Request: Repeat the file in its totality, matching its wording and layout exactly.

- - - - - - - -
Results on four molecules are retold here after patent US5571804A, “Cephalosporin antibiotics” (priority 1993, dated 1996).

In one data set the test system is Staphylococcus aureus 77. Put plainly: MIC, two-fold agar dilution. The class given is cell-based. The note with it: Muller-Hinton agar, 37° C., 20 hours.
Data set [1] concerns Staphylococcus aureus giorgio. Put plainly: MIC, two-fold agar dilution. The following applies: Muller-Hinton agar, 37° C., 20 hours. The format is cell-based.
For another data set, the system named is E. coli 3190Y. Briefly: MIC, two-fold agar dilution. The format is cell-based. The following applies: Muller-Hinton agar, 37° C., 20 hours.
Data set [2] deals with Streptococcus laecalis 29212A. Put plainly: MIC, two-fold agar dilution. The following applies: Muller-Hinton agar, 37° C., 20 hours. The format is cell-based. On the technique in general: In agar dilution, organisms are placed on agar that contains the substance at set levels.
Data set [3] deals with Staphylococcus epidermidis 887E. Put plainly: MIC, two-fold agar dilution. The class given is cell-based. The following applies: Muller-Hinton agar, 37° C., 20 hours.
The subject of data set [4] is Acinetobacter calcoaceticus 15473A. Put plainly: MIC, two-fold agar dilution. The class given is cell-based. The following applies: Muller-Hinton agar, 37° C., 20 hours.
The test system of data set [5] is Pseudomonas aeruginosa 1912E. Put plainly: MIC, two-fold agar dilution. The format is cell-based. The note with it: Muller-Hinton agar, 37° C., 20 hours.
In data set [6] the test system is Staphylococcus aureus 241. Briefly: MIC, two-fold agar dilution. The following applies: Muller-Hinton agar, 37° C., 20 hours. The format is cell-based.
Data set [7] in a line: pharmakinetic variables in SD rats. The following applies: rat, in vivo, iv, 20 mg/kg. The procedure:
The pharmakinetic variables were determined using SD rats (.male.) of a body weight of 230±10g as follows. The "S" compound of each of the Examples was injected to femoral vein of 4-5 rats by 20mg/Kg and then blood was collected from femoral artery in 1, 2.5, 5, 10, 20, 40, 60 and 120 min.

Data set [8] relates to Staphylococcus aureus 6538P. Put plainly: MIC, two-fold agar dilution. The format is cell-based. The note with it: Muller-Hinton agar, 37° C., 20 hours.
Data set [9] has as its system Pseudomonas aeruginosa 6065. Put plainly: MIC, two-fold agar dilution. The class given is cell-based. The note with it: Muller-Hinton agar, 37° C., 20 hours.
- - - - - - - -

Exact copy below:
Results on four molecules are retold here after patent US5571804A, “Cephalosporin antibiotics” (priority 1993, dated 1996).

In one data set the test system is Staphylococcus aureus 77. Put plainly: MIC, two-fold agar dilution. The class given is cell-based. The note with it: Muller-Hinton agar, 37° C., 20 hours.
Data set [1] concerns Staphylococcus aureus giorgio. Put plainly: MIC, two-fold agar dilution. The following applies: Muller-Hinton agar, 37° C., 20 hours. The format is cell-based.
For another data set, the system named is E. coli 3190Y. Briefly: MIC, two-fold agar dilution. The format is cell-based. The following applies: Muller-Hinton agar, 37° C., 20 hours.
Data set [2] deals with Streptococcus laecalis 29212A. Put plainly: MIC, two-fold agar dilution. The following applies: Muller-Hinton agar, 37° C., 20 hours. The format is cell-based. On the technique in general: In agar dilution, organisms are placed on agar that contains the substance at set levels.
Data set [3] deals with Staphylococcus epidermidis 887E. Put plainly: MIC, two-fold agar dilution. The class given is cell-based. The following applies: Muller-Hinton agar, 37° C., 20 hours.
The subject of data set [4] is Acinetobacter calcoaceticus 15473A. Put plainly: MIC, two-fold agar dilution. The class given is cell-based. The following applies: Muller-Hinton agar, 37° C., 20 hours.
The test system of data set [5] is Pseudomonas aeruginosa 1912E. Put plainly: MIC, two-fold agar dilution. The format is cell-based. The note with it: Muller-Hinton agar, 37° C., 20 hours.
In data set [6] the test system is Staphylococcus aureus 241. Briefly: MIC, two-fold agar dilution. The following applies: Muller-Hinton agar, 37° C., 20 hours. The format is cell-based.
Data set [7] in a line: pharmakinetic variables in SD rats. The following applies: rat, in vivo, iv, 20 mg/kg. The procedure:
The pharmakinetic variables were determined using SD rats (.male.) of a body weight of 230±10g as follows. The "S" compound of each of the Examples was injected to femoral vein of 4-5 rats by 20mg/Kg and then blood was collected from femoral artery in 1, 2.5, 5, 10, 20, 40, 60 and 120 min.

Data set [8] relates to Staphylococcus aureus 6538P. Put plainly: MIC, two-fold agar dilution. The format is cell-based. The note with it: Muller-Hinton agar, 37° C., 20 hours.
Data set [9] has as its system Pseudomonas aeruginosa 6065. Put plainly: MIC, two-fold agar dilution. The class given is cell-based. The note with it: Muller-Hinton agar, 37° C., 20 hours.